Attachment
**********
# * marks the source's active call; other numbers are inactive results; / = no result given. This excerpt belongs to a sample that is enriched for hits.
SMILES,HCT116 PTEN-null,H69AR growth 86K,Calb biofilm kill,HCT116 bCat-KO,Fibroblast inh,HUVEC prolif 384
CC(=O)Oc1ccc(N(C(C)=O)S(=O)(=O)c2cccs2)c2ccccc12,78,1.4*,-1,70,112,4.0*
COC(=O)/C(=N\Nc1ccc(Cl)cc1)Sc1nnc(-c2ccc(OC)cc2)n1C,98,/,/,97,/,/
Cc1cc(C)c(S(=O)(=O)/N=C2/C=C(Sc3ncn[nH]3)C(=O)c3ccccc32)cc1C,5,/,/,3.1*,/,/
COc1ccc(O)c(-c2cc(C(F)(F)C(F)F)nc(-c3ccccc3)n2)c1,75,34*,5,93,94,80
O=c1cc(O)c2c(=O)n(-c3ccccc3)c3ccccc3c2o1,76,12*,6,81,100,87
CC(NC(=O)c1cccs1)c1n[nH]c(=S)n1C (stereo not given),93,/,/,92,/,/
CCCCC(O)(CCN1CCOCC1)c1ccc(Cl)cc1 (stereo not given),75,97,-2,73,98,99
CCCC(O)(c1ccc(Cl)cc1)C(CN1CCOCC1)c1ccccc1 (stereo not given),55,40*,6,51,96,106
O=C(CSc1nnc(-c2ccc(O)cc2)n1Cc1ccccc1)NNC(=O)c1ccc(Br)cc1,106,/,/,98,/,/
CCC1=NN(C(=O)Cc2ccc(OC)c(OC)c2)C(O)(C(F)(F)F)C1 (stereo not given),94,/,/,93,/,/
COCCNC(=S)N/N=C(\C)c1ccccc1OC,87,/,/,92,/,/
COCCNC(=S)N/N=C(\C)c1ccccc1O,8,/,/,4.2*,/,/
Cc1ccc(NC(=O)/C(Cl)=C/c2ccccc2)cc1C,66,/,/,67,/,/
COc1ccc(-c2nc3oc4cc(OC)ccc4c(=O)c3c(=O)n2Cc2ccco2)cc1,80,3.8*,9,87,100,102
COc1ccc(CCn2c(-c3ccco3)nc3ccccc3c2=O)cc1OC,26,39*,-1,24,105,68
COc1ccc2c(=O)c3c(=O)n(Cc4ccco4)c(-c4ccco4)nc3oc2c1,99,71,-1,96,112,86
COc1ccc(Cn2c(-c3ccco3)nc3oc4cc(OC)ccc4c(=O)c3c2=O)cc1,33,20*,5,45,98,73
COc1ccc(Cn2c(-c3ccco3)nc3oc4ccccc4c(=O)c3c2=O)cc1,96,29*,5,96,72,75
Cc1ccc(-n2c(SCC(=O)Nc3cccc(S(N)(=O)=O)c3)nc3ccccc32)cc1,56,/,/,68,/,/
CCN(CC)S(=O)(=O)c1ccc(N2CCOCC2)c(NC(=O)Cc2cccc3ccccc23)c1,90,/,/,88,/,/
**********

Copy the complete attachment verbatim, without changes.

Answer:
# * marks the source's active call; other numbers are inactive results; / = no result given. This excerpt belongs to a sample that is enriched for hits.
SMILES,HCT116 PTEN-null,H69AR growth 86K,Calb biofilm kill,HCT116 bCat-KO,Fibroblast inh,HUVEC prolif 384
CC(=O)Oc1ccc(N(C(C)=O)S(=O)(=O)c2cccs2)c2ccccc12,78,1.4*,-1,70,112,4.0*
COC(=O)/C(=N\Nc1ccc(Cl)cc1)Sc1nnc(-c2ccc(OC)cc2)n1C,98,/,/,97,/,/
Cc1cc(C)c(S(=O)(=O)/N=C2/C=C(Sc3ncn[nH]3)C(=O)c3ccccc32)cc1C,5,/,/,3.1*,/,/
COc1ccc(O)c(-c2cc(C(F)(F)C(F)F)nc(-c3ccccc3)n2)c1,75,34*,5,93,94,80
O=c1cc(O)c2c(=O)n(-c3ccccc3)c3ccccc3c2o1,76,12*,6,81,100,87
CC(NC(=O)c1cccs1)c1n[nH]c(=S)n1C (stereo not given),93,/,/,92,/,/
CCCCC(O)(CCN1CCOCC1)c1ccc(Cl)cc1 (stereo not given),75,97,-2,73,98,99
CCCC(O)(c1ccc(Cl)cc1)C(CN1CCOCC1)c1ccccc1 (stereo not given),55,40*,6,51,96,106
O=C(CSc1nnc(-c2ccc(O)cc2)n1Cc1ccccc1)NNC(=O)c1ccc(Br)cc1,106,/,/,98,/,/
CCC1=NN(C(=O)Cc2ccc(OC)c(OC)c2)C(O)(C(F)(F)F)C1 (stereo not given),94,/,/,93,/,/
COCCNC(=S)N/N=C(\C)c1ccccc1OC,87,/,/,92,/,/
COCCNC(=S)N/N=C(\C)c1ccccc1O,8,/,/,4.2*,/,/
Cc1ccc(NC(=O)/C(Cl)=C/c2ccccc2)cc1C,66,/,/,67,/,/
COc1ccc(-c2nc3oc4cc(OC)ccc4c(=O)c3c(=O)n2Cc2ccco2)cc1,80,3.8*,9,87,100,102
COc1ccc(CCn2c(-c3ccco3)nc3ccccc3c2=O)cc1OC,26,39*,-1,24,105,68
COc1ccc2c(=O)c3c(=O)n(Cc4ccco4)c(-c4ccco4)nc3oc2c1,99,71,-1,96,112,86
COc1ccc(Cn2c(-c3ccco3)nc3oc4cc(OC)ccc4c(=O)c3c2=O)cc1,33,20*,5,45,98,73
COc1ccc(Cn2c(-c3ccco3)nc3oc4ccccc4c(=O)c3c2=O)cc1,96,29*,5,96,72,75
Cc1ccc(-n2c(SCC(=O)Nc3cccc(S(N)(=O)=O)c3)nc3ccccc32)cc1,56,/,/,68,/,/
CCN(CC)S(=O)(=O)c1ccc(N2CCOCC2)c(NC(=O)Cc2cccc3ccccc23)c1,90,/,/,88,/,/